Let's play one outside
1/8/08 - By Jess Knaster
Last week, an event took
place in Buffalo. It was a hockey game that reminded all of those involved
where they grew their love for the game. Strapping on the gear in the great
outdoors, with the temperature low, the snow falling, and 73,000 screaming
maniacs ready to watch every move.
Ok, so maybe playing in front of
those 73,000 aren't exactly the roots from which NHLers grew their love for the
game, but hey, if you play it, they will watch, right? January 1st was the
latest offering of the outdoor spectacle, with this particular incarnation
named "The 2008 NHL Winter Classic". Following three previous outdoor games
(The Cold War: Michigan vs Michigan State, The NHL Heritage Classic: Montreal
vs Edmonton, and the Frozen Tundra Hockey Classic: Ohio State vs Wisconsin),
the Buffalo version looked like a game that was better enjoyed from my couch
with a warm cup of Thank God I'm Not Out There.
With the 4th edition
of the outdoor game a success, the future of the spectacle seems certain to be
repeated time and time again. The only real question, however, is where does it
go next? Sure, the game could take place in Canada, Minnesota, Chicago, NYC,
Boston, or even Denver, but to really show how the game has grown while paying
tribute to it's roots, the game should be brought out west.
here would be great, both for the league, and for Northern California for
First, since the Gunds brought NHL hockey back to
NorCal in 1991, hockey has spread like a wildfire in the Bay winds. Youth
leagues are everywhere, high schools and colleges have picked up teams, and
even adult leagues are pretty prevalent.
Second, the revenue brought
in by an event of that magnitude never hurts. Hotel reservations, restaurant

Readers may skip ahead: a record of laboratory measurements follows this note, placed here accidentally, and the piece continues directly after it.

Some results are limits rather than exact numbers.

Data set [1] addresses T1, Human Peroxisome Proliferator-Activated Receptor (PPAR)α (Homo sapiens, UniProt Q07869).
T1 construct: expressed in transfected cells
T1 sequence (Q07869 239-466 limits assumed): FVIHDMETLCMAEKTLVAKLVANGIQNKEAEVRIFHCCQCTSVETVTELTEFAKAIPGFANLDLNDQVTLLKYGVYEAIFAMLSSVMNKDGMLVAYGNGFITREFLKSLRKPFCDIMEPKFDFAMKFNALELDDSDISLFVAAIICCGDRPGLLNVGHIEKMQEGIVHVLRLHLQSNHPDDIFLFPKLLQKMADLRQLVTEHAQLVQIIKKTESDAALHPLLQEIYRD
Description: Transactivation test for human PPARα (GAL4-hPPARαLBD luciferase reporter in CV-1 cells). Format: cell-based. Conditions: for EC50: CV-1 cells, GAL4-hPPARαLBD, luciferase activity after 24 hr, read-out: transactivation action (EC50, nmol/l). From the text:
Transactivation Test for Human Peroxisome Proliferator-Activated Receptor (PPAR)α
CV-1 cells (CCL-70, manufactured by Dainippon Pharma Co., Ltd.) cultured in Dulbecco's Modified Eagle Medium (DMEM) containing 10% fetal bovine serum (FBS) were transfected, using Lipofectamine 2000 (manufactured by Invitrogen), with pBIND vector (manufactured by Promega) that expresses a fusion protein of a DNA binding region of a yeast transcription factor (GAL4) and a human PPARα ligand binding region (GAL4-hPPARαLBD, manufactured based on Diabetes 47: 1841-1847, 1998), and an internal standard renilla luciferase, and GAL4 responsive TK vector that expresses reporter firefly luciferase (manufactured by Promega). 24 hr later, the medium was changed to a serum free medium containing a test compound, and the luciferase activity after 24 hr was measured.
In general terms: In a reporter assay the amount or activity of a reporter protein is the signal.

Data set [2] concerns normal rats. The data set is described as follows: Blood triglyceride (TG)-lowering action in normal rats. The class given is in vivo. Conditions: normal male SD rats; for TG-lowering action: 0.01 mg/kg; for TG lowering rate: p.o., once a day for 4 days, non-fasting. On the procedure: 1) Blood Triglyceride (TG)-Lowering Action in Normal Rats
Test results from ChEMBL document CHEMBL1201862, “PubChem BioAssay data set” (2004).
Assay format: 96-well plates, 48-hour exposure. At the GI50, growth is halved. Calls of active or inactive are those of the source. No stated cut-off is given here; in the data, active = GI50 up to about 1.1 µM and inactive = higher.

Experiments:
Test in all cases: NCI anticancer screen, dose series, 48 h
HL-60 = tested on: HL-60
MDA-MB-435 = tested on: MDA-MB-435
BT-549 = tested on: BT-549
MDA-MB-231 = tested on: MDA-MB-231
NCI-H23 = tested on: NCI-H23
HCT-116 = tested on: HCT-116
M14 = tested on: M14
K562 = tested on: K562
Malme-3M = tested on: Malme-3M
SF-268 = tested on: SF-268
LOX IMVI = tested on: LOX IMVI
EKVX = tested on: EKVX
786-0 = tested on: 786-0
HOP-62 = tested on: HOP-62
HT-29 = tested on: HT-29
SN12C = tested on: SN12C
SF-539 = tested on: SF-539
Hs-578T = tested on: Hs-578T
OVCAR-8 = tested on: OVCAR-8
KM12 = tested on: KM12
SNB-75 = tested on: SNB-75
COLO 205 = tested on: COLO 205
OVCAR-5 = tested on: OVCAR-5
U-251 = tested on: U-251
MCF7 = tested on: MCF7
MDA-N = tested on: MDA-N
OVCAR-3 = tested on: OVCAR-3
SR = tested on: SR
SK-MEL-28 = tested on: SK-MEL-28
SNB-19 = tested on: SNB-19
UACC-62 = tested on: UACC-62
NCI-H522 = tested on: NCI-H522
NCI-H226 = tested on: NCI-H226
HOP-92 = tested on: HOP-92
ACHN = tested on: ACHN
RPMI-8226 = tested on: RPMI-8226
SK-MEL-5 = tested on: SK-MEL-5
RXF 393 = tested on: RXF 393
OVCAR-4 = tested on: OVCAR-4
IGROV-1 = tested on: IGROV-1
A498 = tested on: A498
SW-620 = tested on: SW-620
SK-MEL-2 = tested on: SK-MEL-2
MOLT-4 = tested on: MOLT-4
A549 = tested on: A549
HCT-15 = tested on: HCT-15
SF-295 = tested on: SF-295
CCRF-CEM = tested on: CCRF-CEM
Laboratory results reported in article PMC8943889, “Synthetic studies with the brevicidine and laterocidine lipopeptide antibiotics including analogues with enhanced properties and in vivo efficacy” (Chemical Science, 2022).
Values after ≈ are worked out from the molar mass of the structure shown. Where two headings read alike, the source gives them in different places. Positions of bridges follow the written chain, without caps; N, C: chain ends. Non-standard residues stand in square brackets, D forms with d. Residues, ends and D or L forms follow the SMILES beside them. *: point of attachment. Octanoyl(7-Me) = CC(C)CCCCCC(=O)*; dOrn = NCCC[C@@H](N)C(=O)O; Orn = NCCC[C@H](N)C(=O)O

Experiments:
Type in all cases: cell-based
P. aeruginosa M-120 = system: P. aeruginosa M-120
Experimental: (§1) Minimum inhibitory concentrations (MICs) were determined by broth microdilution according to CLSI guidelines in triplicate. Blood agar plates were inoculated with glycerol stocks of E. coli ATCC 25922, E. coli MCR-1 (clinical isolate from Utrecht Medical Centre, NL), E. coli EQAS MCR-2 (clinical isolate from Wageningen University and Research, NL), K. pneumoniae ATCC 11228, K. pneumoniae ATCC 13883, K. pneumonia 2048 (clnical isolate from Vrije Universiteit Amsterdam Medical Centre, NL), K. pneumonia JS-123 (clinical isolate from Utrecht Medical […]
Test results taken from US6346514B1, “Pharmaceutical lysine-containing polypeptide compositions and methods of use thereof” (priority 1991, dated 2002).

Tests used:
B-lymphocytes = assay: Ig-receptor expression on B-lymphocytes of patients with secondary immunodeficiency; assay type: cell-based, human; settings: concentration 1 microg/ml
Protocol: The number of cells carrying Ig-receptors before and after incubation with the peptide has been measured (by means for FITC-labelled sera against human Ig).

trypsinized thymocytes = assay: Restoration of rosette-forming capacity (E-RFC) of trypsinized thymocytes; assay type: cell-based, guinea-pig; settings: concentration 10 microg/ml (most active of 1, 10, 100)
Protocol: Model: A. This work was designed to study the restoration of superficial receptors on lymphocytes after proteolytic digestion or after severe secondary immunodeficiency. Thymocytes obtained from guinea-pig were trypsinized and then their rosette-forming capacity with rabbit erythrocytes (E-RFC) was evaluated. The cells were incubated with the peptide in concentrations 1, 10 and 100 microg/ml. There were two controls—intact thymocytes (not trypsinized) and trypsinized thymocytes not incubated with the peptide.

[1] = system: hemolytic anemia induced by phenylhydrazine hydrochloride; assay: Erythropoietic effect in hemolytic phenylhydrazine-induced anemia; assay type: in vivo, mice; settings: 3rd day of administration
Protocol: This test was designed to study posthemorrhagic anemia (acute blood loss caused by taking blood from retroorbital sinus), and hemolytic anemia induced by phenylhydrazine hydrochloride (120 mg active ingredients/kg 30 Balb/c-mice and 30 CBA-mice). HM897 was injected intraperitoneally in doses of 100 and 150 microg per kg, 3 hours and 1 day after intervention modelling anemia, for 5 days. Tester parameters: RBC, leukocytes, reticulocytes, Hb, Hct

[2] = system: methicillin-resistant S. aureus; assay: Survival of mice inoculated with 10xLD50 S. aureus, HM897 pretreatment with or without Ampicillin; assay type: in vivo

and bar bills, and even tailgating supplies won't hurt the economy, even if
just for a day.
Lastly, while games played in the north can show off
hockey at it's roots, a game in the Bay Area would show off how far hockey has
come. Ideally, a Sharks hosted outdoor game would see them play the Kings. LA
in their gold and purple jerseys, and the Sharks in green and gold jerseys
paying tribute to the first Bay Area NHL team, the Oakland Seals, complete with
white skates. Of course, if they're going to play here, they need a place to do
it, I see three viable venues.
1) Stanford Stadium. Closest of the three to San Jose,
newly renovated Stanford Stadium can house 50,000 people, a number not as big
as Buffalo, but a great amount for a hockey game nonetheless.
Oakland Coliseum. Able to hold 63,026, if the game is deemed that popular.
Right next door to the former home of the Seals, it would create a good tie-in
for the current with the past.
3) Candlestick Park. Located in San
Francisco, The 'Stick can hold the most of the three parks, at a whopping
70,207. With howling winds, The 'Stick gives the best winter atmosphere, as
it's usually colder inside the grounds than it is outside.
of the location, a Winter Classic in California truly would be classic. With a
potential to draw 70,000 for a hockey game in California, such an event would
be an exclamation point on the popularity of the game in the Golden State. I
don't really care who wins that game, (well, I don't, as long as it's the
Sharks) because, if 50,000, 60,000, or 70,000 Californians come out for a
hockey game, we all win.
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